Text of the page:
Hydrologic similarity: Bridging the gap between hyper-resolution and hydrologic ensemble prediction

Contributed by:  Nate Chaney (Princeton University) and Andy Newman (NCAR)

The ever-increasing volume of global environmental data and the continual increase in computational power continue to drive a push towards fully distributed modeling of the hydrologic cycle at hyper-resolutions (10-100 meters) [Wood et al., 2011]. In principle, this has the potential to increase model fidelity and lead to more locally-relevant hydrologic predictions (e.g., soil moisture at the farm level).

However, for the foreseeable future, due to computational constraints this modeling approach will not be suitable for large ensemble frameworks—a pre-requisite for reliable operational applications given the unavoidable uncertainties in model structure, model parameters, and meteorological forcing.

However, this does not mean that hydrologic ensemble prediction should continue to rely on over-simplistic hydrologic models simply to maintain computational efficiency. It is undeniable that providing field-scale hydrologic predictions can have the potential to significantly advance the use of hydrologic models (e.g., precision agriculture).

Furthermore, the important role of the physical environment and human management in hydrologic response necessitates a more explicit representation of the spatial drivers of heterogeneity in hydrologic models. Therefore, there is a need for a modeling approach that can provide field-scale predictions while approximating the computational efficiency of existing hydrologic models used in ensemble frameworks. Contemporary applications of hydrologic similarity can satisfy both objectives.

Hydrologic similarity

Hydrologic similarity aims to harness the observed covariance between a system’s physical environment (topography, soil, land cover, and climate) and its hydrologic response to assemble robust reduced-order models.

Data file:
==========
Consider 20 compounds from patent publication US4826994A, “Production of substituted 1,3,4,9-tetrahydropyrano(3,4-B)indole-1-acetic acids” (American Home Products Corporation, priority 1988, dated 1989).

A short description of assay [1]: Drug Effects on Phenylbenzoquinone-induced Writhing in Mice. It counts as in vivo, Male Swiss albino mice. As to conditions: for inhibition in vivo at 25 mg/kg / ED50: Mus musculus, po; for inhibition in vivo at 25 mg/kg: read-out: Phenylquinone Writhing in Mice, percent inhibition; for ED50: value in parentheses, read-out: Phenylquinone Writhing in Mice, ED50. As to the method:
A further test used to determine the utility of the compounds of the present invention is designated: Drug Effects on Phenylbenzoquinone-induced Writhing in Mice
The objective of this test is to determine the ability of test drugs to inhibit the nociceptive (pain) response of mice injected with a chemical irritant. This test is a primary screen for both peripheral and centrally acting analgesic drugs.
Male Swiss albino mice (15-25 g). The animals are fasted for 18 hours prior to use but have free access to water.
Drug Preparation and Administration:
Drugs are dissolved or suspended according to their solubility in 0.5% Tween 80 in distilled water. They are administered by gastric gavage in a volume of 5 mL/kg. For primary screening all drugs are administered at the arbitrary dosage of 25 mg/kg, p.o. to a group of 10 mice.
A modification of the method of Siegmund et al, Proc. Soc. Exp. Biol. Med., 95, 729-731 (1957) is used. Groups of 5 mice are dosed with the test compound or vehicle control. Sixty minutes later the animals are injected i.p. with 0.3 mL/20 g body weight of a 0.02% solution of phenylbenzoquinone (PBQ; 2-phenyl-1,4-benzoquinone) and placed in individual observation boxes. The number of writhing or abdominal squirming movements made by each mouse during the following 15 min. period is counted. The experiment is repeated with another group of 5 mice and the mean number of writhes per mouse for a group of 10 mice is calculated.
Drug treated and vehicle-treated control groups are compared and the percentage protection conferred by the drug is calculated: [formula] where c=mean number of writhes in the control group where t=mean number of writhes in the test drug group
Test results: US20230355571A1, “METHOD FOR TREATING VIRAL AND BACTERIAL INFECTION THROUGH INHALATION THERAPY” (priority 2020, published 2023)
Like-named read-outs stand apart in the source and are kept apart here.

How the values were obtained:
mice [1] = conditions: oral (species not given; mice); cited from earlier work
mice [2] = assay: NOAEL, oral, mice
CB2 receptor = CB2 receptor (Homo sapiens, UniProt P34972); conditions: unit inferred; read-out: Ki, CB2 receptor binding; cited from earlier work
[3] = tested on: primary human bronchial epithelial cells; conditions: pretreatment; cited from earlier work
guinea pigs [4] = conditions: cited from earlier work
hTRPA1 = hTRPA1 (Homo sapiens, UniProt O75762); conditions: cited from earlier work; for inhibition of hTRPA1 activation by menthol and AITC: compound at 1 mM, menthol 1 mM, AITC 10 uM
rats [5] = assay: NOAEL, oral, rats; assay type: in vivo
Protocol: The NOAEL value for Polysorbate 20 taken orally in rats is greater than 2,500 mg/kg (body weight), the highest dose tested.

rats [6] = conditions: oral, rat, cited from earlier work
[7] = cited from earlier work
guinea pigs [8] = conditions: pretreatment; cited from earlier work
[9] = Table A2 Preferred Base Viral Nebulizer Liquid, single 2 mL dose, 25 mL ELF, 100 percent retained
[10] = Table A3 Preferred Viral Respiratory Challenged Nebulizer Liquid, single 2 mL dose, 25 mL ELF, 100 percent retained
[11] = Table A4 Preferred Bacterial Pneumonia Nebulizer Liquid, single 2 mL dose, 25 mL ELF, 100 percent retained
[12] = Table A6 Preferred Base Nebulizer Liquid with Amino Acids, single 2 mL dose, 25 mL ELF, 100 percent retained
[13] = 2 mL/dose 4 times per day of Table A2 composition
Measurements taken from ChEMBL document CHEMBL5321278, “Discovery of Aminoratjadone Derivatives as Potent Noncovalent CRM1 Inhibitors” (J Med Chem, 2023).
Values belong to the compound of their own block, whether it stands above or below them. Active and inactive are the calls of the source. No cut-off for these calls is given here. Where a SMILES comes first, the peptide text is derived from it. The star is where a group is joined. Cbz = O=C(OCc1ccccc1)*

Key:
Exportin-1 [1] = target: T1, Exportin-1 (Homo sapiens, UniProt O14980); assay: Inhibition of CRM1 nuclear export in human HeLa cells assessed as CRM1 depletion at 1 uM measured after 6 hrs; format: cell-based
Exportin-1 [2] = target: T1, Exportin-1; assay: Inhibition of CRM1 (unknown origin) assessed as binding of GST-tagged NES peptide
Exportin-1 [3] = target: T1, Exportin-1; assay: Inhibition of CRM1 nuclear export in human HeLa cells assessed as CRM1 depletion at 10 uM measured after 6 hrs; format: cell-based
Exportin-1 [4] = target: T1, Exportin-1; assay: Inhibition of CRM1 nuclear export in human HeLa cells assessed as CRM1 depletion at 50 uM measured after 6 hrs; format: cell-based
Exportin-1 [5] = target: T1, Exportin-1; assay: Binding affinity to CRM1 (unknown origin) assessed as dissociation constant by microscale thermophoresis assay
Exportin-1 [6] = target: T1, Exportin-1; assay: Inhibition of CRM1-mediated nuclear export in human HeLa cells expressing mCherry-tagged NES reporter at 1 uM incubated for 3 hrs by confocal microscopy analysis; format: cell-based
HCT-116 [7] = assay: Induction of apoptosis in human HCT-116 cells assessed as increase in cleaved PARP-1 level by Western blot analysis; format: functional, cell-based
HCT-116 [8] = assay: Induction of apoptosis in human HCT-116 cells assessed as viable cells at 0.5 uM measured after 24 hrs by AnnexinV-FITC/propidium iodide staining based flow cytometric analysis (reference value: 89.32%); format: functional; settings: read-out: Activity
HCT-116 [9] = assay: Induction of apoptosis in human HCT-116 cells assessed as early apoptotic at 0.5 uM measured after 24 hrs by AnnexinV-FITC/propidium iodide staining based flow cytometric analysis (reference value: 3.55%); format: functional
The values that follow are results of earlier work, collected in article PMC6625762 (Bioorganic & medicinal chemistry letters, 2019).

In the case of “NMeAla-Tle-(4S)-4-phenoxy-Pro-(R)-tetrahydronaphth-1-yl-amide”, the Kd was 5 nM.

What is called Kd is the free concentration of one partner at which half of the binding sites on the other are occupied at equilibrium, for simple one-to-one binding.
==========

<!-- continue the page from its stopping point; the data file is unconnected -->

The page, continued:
Although originally limited to one-dimensional binning of over-simplistic metrics of hydrologic response (e.g., topographic index), recent advances have taken hydrologic similarity a step further; a system’s most representative hydrologic response units (HRUs) are defined by clustering the high dimensional environmental data space [Newman et al., 2014]—the petabytes of readily available high resolution global environmental data make this feasible over the globe. Semi-distributed models can then be built to simulate these HRUs and their spatial interactions (e.g., HydroBlocks, Chaney et al., 2016).

Within the clustered spatial domain, each fine-scale grid cell (~30 meters) is associated with a specific HRU through its environmental characteristics. This then makes it possible to map out the HRU simulations onto the fine-scale grid to approximate the fully distributed simulation (see Figure 1 for an example).

Using this approach, ongoing work continues to show that the fully distributed simulation can be closely reproduced using around 1/1000 of the number of HRUs; each grid cell is a unique HRU in the fully distributed simulation. In other words, the semi-distributed model can effectively provide the same hydrologic information as the hyper-resolution fully distributed model with only a fraction of the computation.

This equates to being able to run roughly 1000 ensemble members of the semi-distributed model in the time it would take to run the fully distributed model once; all while being assured that each ensemble member closely approximates its corresponding fully distributed solution.

In summary, contemporary implementations of hydrologic similarity provide a unique opportunity to bridge the gap between physically-based hyper-resolution modeling efforts and hydrologic ensemble prediction. It enables robust ensemble frameworks to provide locally-relevant information while ensuring they can robustly characterize the unavoidable uncertainties due to model structure, model parameters, and meteorological forcing.

References

  • Chaney, N., P. Metcalfe, and E. F. Wood (2016), HydroBlocks: A Field-scale Resolving Land Surface Model for Application Over Continental Extents, Hydrol. Process., doi:10.1002/hyp.10891.
  • Newman, A. J., M. P. Clark, A. Winstral, D. Marks, and M. Seyfried (2014), The Use of Similarity Concepts to Represent Subgrid Variability in Land Surface Models: Case Study in a Snowmelt-Dominated Watershed, J. Hydrometeorol., 15, 1717–1738.
  • Wood, E. F. et al. (2011), Hyperresolution global land surface modeling: Meeting a grand challenge for monitoring Earth’s terrestrial water, Water Resour. Res., 47(5).
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